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  11. Oh my goodness, Clare! From all the comments, you obviously struck a nerve here! Girls are so programmed by the “princess” cult- (yes, I did!) that they are done a disservice. They can’t recognize real love when they see it, because mister regular guy doesn’t ride in on a white charger. He just gives his life for her daily, by going to work, and thinking of her needs first. But since that’s not lauded, he goes unrecognized and appreciated so much of the time.
    Don’t get me started! (Well, I guess I already am.)
    Extravagant weddings make me sad. It’s all about the money and show. But, they’ve neglected to give any thought to the MARRIAGE. All the planning, and Preparation was for the WEDDING. I was guilty of that myself the first time around, but I spent less than $7,000.00. (Poor girl problems! lol)
    Anyways….. I think you have plenty of feedback here for several more posts!!
    Lucy

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    1. Lucy, I believe ours cost $5,000.00 for everything including my dress and his suit. He had 2 kids in very expensive colleges at the time, so forget about putting ourselves first for a very long, long time. He went to work the next day.
      It was more of a party than a wedding. Charley wanted his family and friends to know he was finally OK after what his ex had done to him (Way before I came on the scene). He had some pretty bad years after that betrayal. So, he wanted a celebration. I didn’t, I’m not much for large parties. But I felt he should have his day in the sun and he loved it.
      Yes, there have been quite a few conversations going on, but not a one word from the much younger bloggers and I really would love to have had their input without the hindsight we all have. Hmmmmm? You know, I really only intended this to be one post on a serious topic and then jump back in with the lighter stuff, but it became so interesting that I wanted to know more about what others were thinking. Love, Ethel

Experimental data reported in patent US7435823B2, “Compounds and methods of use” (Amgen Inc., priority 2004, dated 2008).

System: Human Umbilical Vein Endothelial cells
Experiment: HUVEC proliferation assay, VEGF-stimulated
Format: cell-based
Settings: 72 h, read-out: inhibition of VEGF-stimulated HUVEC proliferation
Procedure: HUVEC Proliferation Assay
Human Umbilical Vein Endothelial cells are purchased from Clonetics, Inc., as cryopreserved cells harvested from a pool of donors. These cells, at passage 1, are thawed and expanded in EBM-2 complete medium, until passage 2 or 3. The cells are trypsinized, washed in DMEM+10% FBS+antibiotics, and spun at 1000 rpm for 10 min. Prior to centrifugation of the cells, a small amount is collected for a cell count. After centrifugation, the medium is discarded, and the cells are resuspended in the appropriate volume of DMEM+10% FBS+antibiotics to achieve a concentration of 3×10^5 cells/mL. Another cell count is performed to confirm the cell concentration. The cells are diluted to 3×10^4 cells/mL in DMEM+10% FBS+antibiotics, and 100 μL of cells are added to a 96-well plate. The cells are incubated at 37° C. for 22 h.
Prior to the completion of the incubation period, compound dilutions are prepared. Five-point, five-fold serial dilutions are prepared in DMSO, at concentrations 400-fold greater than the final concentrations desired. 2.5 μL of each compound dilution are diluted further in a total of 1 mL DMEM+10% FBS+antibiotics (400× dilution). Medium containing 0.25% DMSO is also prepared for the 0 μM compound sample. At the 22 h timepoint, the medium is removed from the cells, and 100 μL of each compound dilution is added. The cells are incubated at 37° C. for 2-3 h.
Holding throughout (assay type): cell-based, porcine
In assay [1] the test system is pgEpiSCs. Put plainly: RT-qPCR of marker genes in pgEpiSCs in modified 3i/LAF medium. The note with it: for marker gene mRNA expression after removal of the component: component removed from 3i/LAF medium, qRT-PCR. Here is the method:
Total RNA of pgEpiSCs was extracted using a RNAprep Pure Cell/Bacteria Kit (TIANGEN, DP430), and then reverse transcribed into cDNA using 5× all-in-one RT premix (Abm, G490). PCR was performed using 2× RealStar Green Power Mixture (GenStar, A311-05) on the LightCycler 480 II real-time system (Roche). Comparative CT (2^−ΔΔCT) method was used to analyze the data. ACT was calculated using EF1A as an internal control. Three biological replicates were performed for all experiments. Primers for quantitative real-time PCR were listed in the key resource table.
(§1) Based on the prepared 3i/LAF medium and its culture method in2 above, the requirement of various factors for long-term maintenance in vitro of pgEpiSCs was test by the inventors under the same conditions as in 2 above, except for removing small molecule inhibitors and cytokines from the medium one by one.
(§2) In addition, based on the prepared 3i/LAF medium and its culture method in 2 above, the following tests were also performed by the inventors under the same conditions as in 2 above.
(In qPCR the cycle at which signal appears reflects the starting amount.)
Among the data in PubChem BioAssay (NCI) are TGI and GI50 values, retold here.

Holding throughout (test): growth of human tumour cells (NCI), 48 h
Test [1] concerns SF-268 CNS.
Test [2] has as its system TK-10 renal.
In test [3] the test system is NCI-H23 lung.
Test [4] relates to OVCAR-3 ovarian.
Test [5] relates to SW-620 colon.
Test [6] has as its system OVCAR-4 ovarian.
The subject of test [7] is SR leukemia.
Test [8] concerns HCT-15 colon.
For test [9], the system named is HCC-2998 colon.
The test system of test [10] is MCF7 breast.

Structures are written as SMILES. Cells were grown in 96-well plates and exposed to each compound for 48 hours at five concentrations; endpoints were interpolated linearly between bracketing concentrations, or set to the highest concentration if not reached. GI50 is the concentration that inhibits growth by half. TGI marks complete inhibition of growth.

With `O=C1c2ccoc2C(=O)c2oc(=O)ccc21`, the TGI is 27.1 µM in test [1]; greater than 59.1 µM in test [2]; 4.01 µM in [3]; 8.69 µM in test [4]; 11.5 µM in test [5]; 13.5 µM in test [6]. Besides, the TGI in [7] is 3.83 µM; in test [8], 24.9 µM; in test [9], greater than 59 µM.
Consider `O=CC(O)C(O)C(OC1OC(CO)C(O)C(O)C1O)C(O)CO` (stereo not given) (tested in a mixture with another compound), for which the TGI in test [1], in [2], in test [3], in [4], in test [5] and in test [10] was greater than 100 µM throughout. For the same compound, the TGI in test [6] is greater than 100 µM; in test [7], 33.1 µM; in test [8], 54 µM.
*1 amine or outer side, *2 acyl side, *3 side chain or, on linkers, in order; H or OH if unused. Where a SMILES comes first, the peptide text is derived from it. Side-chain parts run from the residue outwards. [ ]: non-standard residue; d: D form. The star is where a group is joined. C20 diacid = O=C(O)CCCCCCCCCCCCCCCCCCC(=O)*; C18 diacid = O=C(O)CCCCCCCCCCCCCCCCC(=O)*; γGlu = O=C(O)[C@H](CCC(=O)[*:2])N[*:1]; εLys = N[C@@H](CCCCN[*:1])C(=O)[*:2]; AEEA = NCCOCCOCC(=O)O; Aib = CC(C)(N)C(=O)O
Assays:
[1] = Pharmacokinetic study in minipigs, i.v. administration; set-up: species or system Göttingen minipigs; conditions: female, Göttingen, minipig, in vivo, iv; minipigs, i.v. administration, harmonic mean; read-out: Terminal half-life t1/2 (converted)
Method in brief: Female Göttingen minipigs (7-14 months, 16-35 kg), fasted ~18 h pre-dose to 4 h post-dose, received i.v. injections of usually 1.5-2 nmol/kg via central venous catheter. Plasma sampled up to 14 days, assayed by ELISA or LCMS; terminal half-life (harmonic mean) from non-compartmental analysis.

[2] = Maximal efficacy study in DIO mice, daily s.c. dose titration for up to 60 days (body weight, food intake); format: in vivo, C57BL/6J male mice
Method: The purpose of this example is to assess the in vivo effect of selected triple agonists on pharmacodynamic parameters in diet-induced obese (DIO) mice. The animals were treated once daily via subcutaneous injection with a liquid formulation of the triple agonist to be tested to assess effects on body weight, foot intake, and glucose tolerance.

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  12. Wow, I’m loving the conversation going on here, ladies! My kids are teenagers (a boy & a girl) and through the years we have seen the insidious (to borrow a word from a previous comment) role of consumerism. When the kids were little, we were amazed and dismayed at some of the huge birthday party extravaganzas they were invited to. A kid could literally have 20 friends at a party, resulting in a stack of presents that in our humble ways, totally eclipsed Christmas morning. If that kind of lavish attention is being bestowed on a kid at age 6, then of course by 15 they have a Mustang promised to them for when they turn 16. So naturally, their wedding day — the pinnacle of having arrived in adulthood? — has to be so completely over-the-top. Then throw in the social media pressure, and of course, what else can you do but hire a celebrity photographer to capture the stunning visuals of multiple scene & outfit changes? And that’s just for the “Save the Date” invites. In all the pressure/expectation of real (or imagined) competition for attention, are we losing sight of the fact that, as others have pointed out here, that the hard work of lasting love, of a truly committed relationship, is quite pedestrian? It’s hanging up wet towels, taking turns cleaning the kitchen, sensing when a snarky comment really means that the other person is dealing with a thorny issue at work.

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    1. Nancy, welcome to our ongoing discussion which all started with a comment on Russ Towne’s post about a song from Frozen. It just got me to thinking and I wrote a post and it has spiraled into some great conversations.